Mars wants candy makers to fight obesity

The parent of M&M's doesn't want the industry to wait for governments to tell it to do the right things.

By Jonathan Berr Mar 6, 2013 8:20AM
Packets of M&M's chocolates are seen at the production line of Mars Chocolate France's plant in Haguenau (Vincent Kessler/Newscom/Reuters)Why is Mars, the world's largest candy company, urging the confectionery industry to take a more proactive stance on combating obesity? To avoid having government officials force it to take action.

Candy makers, whose products account for about 2% of the calories consumed in the typical American diet, are already feeling the heat. Some states have implemented candy taxes, and celebrities have been criticized for promoting what are considered to be unhealthy food and drinks. More government actions may follow.

"We need the whole industry to step up," Mars North America President Debra Sandler told a recent industry conference, according to Confectionery News. "We are not judged by the leaders of the category but by those who do not take responsibility for change."

Closely held Mars, whose brands include M&M's and Wrigley gum, is getting praise for this stance from groups such as the Center for Science and the Public Interest (CSPI) that are often critical of good companies. As ABC noted, Mars pushed the U.S. Congress to pass the Healthy Hunger-Free Kids Act in 2010, which required food served in schools to meet certain nutritional standards -- which led to candy being excluded.

Mars also won't directly market its products to children under 12 years old, a policy adopted by its competitors. And it began putting nutritional information on the front its packages in 2010. Officials at Mars, Hershey (HSY) and the National Confectioners Association couldn't be reached.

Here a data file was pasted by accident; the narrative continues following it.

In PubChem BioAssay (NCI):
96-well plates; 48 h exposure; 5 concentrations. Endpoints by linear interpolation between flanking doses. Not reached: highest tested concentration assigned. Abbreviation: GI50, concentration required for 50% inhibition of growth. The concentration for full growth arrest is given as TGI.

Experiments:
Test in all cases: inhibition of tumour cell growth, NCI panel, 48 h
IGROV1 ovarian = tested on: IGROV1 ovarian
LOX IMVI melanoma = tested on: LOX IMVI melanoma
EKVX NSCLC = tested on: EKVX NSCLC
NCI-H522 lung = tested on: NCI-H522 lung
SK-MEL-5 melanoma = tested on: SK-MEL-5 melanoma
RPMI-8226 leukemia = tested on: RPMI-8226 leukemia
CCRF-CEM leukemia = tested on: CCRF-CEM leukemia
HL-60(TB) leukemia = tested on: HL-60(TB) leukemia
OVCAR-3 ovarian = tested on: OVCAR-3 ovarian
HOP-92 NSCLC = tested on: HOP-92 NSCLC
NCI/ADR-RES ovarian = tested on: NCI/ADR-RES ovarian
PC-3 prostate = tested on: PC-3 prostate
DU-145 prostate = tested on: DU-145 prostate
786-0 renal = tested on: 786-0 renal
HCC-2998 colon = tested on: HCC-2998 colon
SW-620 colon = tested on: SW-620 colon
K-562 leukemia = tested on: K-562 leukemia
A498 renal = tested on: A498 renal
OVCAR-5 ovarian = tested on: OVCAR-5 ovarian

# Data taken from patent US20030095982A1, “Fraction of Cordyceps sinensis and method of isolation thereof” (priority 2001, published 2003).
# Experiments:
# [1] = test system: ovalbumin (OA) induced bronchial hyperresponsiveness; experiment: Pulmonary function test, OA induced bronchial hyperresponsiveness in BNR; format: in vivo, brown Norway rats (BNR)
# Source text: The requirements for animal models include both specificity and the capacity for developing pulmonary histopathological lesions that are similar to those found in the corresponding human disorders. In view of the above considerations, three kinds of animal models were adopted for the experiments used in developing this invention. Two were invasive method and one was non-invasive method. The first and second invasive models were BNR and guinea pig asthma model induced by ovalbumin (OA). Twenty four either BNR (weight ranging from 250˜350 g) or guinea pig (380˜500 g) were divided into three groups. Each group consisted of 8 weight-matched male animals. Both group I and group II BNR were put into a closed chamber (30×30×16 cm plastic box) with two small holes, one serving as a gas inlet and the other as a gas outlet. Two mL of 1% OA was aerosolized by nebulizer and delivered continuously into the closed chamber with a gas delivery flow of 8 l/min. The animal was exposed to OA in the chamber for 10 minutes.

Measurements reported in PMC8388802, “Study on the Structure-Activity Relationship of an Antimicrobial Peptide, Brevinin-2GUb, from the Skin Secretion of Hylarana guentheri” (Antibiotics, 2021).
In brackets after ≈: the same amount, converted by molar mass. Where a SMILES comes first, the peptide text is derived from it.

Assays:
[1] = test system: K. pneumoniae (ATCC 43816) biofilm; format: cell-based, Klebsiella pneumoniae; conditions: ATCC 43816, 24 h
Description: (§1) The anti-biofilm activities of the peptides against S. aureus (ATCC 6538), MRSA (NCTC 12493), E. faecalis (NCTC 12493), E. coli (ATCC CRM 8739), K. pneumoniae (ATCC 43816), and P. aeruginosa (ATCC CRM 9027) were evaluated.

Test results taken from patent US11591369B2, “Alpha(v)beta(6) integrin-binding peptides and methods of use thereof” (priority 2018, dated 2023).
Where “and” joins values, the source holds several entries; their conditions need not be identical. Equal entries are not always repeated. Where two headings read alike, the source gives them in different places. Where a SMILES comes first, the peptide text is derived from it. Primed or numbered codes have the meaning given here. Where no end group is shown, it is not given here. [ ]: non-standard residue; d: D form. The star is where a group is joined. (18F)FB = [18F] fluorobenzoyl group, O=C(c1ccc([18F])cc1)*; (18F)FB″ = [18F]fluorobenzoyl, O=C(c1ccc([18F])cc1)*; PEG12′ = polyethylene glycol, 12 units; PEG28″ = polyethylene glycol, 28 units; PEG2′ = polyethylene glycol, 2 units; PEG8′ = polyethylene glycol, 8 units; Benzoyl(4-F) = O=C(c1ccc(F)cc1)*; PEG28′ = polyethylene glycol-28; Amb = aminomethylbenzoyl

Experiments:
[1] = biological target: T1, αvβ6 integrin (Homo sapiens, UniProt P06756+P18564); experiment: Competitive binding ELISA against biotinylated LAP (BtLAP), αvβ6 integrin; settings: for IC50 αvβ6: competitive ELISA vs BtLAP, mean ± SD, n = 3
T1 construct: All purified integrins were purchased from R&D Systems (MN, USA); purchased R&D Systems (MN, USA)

"Mars has been making an effort to be more responsible in how they market candy. It's good to see them calling on their colleagues to do the same," said Margo Wootan, CSPI's director of nutrition policy, in an interview with ABC.

Government officials are taking a tougher stance on obesity partly because of the related health care costs, which one study estimated will rise by $550 billion between 2012 and 2030. New York Mayor Mike Bloomberg has pushed the city to ban the sales of large sugary sodas, which the soda industry has challenged in court. Is that what Mars would do?

--Jonathan Berr does not own shares of the listed stocks. Follow him on Twitter @jdberr.

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Tags: Food
Mar 6, 2013 8:43AM

"Some states have implemented candy taxes"

You gotta be kidding ?


Mar 6, 2013 12:40PM

trying to controll the bad habits and impulses of the general public is futile. Candy should be fun, it should be a treat, not dinner or lunch. you can not out law the stupid.

Mar 6, 2013 9:45AM

"Mars has been making an effort to be more responsible in how they market candy".


That's why there are always candy bar displays in every checkout line ?

Mar 6, 2013 2:54PM
Years ago, there was a trend to package candy in ever-larger packages. It was hard to find a reasonable sized treat at a candy counter. I have noticed lately, that candy bars are available in 1 serving sizes, and I like that. Consumers probably resisted buying 16 ounce candy bars when all they wanted was a little snack. And by the way, Mars Midnight bars are the best candy on the planet, but they are not always available, I think they just make them around Halloween.
Mar 6, 2013 5:11PM

one of the effective ways to fight obesity is to prod prodigiously fat slobs from their couches, chairs, scooters and perhaps even beds. i say we should install remotely activated 220v shock systems to provide encouragement for these people who blame their obesity on snack foods when in reality it's more than likely, perhaps even greatly probable their sedentary lifestyle, coupled with gross (and i do mean gross) overeating of everything causes these people to expand daily. we should NOT be paying for these same people who obviously find restraint difficult or impossible. this is ridiculous.

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